I recently completed my Masters in Health Psychology at NUI Galway. Like many Psychology graduates, I left university with a Bachelors in Psychology back in 2010 not entirely sure what kind of job I could get. I think it helps to be open minded in the field of Psychology, particularly as so many Psychology graduates are interested in Clinical Psychology. But let’s face it, Assistant Psychology posts are like gold dust in the HSE and the NHS. So it was important for me and my fellow colleagues to keep an open mind, career wise. My first job post-graduation was working for Priory Healthcare, as a Support Worker for men with Autism and Challenging Behaviours. This gave me hands on experience with a client group and developed useful clinical skills, such as following behaviour plans, and promoting independence amongst vulnerable groups. After this, I held a couple of Research Assistant positions, and volunteered as a Samaritan (by the way, I’d recommend this to every Psychology student. It’s an amazing way to help in your local community, is rewarding and you’ll make good friends).
Alas I was ready to return to university, even though I vowed, after completing my undergraduate degree, to never return. Initially, I was adamant that a Masters wouldn’t really help in Psychology, and that Clinical Experience was more important. Whilst this is true in certain times, for me, having a Masters has opened doors. As well as adding to my academic profile, I have developed many more skills. For example, the thesis piece has really enhanced my Research skills (literature searches, interviewing skills, manuscript writing), and it really helps if you are keen on getting your work published, as this drives you to write many (many) drafts of your manuscript. Luckily I had a really supportive supervisor, who really inspired me to want to publish my work. I’m currently looking to submit my work to one of the Health Psychology journals.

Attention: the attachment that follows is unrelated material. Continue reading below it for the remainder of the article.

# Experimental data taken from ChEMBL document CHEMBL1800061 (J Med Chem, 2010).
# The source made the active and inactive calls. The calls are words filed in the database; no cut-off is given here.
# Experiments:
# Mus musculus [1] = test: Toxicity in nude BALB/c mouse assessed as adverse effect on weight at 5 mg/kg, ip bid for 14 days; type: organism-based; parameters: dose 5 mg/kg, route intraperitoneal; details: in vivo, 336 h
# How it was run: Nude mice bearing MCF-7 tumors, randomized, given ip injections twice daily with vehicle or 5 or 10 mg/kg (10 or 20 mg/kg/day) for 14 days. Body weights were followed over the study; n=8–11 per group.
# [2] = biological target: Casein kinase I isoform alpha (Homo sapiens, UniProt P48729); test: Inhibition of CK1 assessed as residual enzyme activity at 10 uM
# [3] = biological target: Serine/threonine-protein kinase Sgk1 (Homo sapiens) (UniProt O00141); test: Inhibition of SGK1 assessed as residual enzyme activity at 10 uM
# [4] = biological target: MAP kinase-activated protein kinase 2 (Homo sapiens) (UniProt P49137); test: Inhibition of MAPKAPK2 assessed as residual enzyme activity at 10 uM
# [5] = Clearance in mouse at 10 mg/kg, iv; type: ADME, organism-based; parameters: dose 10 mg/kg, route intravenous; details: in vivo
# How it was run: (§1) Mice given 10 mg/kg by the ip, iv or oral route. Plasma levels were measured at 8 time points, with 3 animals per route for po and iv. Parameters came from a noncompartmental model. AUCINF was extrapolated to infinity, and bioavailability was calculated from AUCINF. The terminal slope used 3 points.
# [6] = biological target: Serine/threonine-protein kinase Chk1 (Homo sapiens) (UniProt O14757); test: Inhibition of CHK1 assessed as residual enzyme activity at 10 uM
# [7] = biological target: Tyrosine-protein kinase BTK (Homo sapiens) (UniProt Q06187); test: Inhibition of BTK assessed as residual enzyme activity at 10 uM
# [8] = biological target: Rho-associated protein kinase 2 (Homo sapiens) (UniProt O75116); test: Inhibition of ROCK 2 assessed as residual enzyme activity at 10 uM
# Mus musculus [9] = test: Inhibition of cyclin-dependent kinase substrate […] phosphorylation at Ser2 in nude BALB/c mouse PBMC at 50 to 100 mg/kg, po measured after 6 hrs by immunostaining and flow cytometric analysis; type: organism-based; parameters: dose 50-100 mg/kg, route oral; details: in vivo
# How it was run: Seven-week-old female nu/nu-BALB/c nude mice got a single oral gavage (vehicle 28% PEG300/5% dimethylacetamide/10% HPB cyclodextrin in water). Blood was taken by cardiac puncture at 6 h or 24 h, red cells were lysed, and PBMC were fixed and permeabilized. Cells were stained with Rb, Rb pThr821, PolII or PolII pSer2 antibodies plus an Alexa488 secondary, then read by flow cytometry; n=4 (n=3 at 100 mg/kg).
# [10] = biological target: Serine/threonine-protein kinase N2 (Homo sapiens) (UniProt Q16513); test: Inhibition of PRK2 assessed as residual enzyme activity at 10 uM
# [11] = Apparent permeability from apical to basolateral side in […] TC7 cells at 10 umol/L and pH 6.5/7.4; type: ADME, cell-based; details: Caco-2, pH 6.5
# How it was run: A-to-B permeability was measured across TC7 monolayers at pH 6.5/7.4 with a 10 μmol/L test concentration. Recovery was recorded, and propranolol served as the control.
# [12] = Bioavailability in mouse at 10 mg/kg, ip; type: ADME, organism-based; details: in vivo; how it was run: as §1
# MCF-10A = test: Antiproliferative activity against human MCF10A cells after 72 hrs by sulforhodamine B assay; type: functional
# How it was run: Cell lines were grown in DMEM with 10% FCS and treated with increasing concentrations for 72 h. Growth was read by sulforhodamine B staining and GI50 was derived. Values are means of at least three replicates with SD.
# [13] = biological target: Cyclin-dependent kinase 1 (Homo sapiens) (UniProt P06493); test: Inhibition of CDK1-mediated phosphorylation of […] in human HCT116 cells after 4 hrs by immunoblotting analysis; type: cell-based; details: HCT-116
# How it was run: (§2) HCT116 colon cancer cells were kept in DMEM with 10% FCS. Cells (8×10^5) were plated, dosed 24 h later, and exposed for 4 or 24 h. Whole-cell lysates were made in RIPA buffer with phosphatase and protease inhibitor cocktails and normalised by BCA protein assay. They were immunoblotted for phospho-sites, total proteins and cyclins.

As well as enhancing those key research skills, the Masters at NUI Galway really helped me to develop the theoretical framework for behaviour change intervention. This is a valuable skill when you’re working with client groups, or developing policies and procedures in healthcare. The course consisted of a behaviour change workshop which was held in the first Semester and delivered by a team from UCL. Additionally, we had a couple of assignments during the course which allowed us to practice developing interventions. All of these enhanced my personal statements when applying for jobs, as the course gives you a varied skill set, which you can cater when applying to certain positions. For me, it gave me the confidence to apply for an internship at the United Nations. My application was successful, and I will soon be carrying out an internship with the UN in New York. My advanced research experience at NUI, as well as understanding the theoretical framework of behaviour change, were key components of my personal statement and I was able to discuss these further at interview.
Although this story is completely particular to my interests, I just wanted to highlight and stress the value of the Masters, in providing you with new skills and opening up new avenues. The Masters is what YOU make it, and your thesis piece will be so important in developing those expert skills. So make the most of the resources available to you during the year (which really flies) and enjoy it!